A Collective Approach to Combating Homelessness in Maricopa County
Homelessness continues to be an ongoing issue in Maricopa County, and while the community has made strides toward combating the number of individuals and families facing homelessness, there are still gaps in the system that we must fill in order to help this growing population. This White Paper provides an overview of the current state of homelessness in the Valley while highlighting strengths and weaknesses in the system and outlining methods the Valley of the Sun United Way and the surrounding volunteer community can continue to utilize to address necessary gaps.
Maricopa County is experiencing an increase in the number of people facing homelessness, according to recent street counts. While there are many factors contributing to the increase, the United Way and our partners primarily attribute the increase to three main factors: 1) an increase in county population (last year, Maricopa County was the nation’s fastest-growing); 2) a reduction in affordable housing opportunities and an increase in housing requirements; and 3) better accuracy and methodology in tracking homeless numbers.
Last year, rent prices across Maricopa County climbed an average of $150 per month, while housing availability tightened to just 5 percent. Furthermore, countywide, only 20 affordable and available rental units exist in Maricopa County for every 100 extremely low-income renters. This, coupled with the fact that landlords are increasingly requiring background and income qualifications and decreasingly accepting vouchers or rental assistance, is making finding affordable housing even more of a struggle for many renters, which in turn leads to longer shelter stays and inefficiencies in the current sheltering system.
Over the last decade, the county and community advocates have worked together to take a collaborative approach to combating homelessness in the Valley. Ten years ago, “managing homelessness” in Maricopa County essentially meant filling beds at disparate shelters, each of which maintained its own intake policies and data collection procedures with minimal sharing at the county level. There was little delineation between emergency, episodic and chronic homelessness, which meant that all homeless individuals and families essentially “competed” for few available beds. In other words, there were no rapid rehousing options for individuals who needed more than a nightly bed and less than a permanently supported solution.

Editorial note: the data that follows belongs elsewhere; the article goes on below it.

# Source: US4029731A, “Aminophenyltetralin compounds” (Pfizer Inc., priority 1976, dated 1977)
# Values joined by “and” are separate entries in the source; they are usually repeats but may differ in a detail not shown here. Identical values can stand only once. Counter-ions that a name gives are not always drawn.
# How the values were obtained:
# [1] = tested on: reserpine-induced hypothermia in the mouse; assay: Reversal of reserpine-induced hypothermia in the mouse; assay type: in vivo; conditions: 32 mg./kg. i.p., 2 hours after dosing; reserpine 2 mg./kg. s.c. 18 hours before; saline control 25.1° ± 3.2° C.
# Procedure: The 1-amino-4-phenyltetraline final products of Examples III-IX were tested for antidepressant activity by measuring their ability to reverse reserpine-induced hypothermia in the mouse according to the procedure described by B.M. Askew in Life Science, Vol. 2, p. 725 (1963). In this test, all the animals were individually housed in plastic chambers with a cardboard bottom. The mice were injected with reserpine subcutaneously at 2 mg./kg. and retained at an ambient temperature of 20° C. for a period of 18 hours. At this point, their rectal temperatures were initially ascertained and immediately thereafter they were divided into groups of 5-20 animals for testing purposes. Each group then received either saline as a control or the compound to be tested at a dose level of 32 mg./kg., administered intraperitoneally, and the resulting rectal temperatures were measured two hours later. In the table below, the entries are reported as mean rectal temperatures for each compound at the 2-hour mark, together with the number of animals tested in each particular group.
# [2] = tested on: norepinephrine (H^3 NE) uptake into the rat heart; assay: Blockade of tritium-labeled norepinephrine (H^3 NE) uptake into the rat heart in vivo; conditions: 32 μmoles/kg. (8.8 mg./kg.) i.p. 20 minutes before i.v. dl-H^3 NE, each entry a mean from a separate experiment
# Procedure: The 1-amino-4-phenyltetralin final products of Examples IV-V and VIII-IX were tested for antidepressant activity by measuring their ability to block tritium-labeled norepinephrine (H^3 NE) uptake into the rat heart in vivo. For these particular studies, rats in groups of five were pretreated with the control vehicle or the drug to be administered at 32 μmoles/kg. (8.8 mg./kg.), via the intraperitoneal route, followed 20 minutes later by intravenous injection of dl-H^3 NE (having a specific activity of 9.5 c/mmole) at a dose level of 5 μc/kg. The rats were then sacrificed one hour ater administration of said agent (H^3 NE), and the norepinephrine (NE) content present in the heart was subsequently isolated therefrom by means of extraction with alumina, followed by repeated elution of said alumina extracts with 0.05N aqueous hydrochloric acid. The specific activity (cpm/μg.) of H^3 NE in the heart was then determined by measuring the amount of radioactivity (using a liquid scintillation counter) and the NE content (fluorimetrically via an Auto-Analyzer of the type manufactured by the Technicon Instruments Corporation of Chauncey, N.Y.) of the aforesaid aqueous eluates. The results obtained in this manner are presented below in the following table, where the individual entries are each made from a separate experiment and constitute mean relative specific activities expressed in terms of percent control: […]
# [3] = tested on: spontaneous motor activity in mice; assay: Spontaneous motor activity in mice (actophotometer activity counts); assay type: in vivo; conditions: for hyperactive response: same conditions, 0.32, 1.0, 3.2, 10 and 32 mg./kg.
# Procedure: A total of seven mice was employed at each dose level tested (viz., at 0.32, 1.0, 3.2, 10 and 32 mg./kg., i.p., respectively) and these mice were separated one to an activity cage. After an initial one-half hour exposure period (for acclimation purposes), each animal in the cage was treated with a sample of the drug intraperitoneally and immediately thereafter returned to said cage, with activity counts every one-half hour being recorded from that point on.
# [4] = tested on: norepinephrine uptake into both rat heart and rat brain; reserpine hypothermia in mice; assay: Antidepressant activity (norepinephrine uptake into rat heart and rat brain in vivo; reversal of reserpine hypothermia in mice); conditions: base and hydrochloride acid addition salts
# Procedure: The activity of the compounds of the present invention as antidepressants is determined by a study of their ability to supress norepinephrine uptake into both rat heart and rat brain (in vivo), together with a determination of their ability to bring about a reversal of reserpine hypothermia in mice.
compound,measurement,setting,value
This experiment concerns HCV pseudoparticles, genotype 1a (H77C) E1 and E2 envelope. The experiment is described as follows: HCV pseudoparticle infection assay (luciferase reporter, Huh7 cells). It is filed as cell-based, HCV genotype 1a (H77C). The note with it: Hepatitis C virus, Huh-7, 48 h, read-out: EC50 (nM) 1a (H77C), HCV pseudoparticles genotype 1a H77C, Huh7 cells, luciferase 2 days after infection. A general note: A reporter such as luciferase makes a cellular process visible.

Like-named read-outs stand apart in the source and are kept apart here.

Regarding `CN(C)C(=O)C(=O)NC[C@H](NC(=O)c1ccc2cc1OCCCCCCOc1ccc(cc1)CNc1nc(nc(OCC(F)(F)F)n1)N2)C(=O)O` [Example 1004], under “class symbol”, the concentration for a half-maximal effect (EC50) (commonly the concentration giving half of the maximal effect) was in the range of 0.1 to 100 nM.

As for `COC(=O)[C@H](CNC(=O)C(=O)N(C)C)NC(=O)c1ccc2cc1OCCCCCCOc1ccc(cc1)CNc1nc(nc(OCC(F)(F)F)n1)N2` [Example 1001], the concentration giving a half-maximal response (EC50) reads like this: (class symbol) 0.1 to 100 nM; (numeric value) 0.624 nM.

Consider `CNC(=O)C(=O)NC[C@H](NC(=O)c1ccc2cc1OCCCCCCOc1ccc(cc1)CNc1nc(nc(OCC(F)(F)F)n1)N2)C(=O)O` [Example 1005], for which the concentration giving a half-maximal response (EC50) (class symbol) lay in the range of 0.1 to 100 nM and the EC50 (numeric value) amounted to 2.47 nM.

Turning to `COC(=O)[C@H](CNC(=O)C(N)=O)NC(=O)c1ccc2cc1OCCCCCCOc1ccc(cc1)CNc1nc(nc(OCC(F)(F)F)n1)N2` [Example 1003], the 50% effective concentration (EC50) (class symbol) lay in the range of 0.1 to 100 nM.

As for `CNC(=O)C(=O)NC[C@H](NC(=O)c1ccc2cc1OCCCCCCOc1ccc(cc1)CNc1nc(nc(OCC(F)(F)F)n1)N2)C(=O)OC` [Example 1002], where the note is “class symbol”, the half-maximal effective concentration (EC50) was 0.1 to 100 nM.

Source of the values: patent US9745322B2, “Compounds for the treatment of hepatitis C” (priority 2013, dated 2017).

Nowadays, the county and community focuses on the needs of the homeless individual while providing solutions specific to those needs. Volunteers now meet homeless populations where they are — through programs such as Project Connect — as opposed to focusing on those in limited shelter beds, and the community strives to transition individuals and families out of homelessness and into stable independence within 60 days through providing:
With that said, there’s still more to be done to meet the demand of serving the homeless population in our communities.
While homelessness in the Valley continues to be an unfortunate reality, the efforts of the United Way and its donors, volunteers and community members are effectively shortening the amount of time individuals and families remain homeless while providing long-term solutions that reduce the chances of a return to homelessness. In addition to securing the targeted 1,600 Permanent Supportive Housing units a year earlier than anticipated, philanthropic efforts and investments helped ensure the coverage of operational costs associated with those units and addressed other key issues combating Maricopa County’s homeless population, such as the closing of the men’s overflow shelter and the launch of the Rapid Rehousing program for singles experiencing homelessness.
The United Way will continue to work in close conjunction with neighborhood groups, volunteers, donors, state and federal agencies and elected officials as it works to combat the issue of countywide homelessness.